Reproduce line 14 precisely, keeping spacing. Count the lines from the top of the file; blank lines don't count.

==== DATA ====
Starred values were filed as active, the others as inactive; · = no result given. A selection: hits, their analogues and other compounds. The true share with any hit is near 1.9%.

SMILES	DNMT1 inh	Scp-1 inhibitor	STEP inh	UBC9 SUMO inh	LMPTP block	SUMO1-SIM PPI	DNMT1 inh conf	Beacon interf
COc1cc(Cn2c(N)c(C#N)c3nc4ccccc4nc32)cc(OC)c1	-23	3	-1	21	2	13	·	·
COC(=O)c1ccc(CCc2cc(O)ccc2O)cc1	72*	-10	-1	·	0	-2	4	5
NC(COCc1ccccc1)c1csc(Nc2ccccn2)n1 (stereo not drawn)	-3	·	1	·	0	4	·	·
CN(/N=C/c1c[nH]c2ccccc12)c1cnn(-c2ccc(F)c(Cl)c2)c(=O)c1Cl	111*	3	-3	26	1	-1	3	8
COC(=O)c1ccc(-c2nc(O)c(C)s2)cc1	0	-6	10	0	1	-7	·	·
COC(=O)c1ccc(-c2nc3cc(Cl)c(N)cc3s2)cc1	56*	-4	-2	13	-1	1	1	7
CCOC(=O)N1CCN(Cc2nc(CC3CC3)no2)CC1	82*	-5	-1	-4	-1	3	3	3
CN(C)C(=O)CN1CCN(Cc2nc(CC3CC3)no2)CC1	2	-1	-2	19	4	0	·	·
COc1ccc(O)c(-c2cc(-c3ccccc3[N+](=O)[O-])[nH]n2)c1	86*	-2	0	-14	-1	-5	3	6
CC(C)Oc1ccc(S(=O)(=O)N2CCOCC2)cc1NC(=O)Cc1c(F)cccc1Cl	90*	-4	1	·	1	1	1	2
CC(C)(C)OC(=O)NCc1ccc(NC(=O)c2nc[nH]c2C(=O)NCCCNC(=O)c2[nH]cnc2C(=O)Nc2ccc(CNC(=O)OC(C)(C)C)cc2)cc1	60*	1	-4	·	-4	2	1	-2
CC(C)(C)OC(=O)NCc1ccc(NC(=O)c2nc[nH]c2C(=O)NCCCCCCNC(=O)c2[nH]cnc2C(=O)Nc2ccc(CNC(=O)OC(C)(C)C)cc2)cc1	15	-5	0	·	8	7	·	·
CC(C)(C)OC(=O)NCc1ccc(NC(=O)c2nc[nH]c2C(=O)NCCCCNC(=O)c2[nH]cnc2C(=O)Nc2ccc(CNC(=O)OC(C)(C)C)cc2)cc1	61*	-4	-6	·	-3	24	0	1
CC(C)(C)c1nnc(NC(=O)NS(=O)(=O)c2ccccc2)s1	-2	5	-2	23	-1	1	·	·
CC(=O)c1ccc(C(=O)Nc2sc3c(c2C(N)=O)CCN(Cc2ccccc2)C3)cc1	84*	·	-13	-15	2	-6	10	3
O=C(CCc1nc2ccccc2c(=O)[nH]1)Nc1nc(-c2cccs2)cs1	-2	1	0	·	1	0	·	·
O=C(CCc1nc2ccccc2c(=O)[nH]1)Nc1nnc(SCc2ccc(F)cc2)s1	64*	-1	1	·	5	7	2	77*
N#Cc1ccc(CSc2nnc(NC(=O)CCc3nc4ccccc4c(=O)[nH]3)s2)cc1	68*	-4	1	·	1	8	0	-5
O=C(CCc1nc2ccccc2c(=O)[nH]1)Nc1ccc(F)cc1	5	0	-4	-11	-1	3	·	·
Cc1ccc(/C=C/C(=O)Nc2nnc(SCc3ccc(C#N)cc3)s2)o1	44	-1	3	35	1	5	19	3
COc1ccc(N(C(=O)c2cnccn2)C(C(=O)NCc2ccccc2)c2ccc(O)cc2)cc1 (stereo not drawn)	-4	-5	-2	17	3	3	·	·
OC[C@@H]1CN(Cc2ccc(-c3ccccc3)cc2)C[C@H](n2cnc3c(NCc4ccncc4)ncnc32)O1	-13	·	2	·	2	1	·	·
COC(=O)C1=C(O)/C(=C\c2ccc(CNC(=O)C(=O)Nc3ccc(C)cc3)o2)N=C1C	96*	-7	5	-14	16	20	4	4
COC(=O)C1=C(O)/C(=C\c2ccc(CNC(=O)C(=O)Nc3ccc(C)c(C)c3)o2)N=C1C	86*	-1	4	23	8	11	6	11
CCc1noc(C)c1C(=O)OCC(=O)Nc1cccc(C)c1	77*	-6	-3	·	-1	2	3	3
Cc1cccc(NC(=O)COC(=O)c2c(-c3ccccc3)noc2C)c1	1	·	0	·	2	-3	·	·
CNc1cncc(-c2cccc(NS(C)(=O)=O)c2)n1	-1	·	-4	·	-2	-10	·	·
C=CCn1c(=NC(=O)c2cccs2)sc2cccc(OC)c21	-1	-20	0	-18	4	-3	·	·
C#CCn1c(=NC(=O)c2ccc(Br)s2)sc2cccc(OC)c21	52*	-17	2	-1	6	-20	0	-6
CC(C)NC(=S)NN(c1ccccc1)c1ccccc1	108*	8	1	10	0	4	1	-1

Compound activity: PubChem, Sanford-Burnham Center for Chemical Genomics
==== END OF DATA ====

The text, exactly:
CC(C)(C)OC(=O)NCc1ccc(NC(=O)c2nc[nH]c2C(=O)NCCCCCCNC(=O)c2[nH]cnc2C(=O)Nc2ccc(CNC(=O)OC(C)(C)C)cc2)cc1	15	-5	0	·	8	7	·	·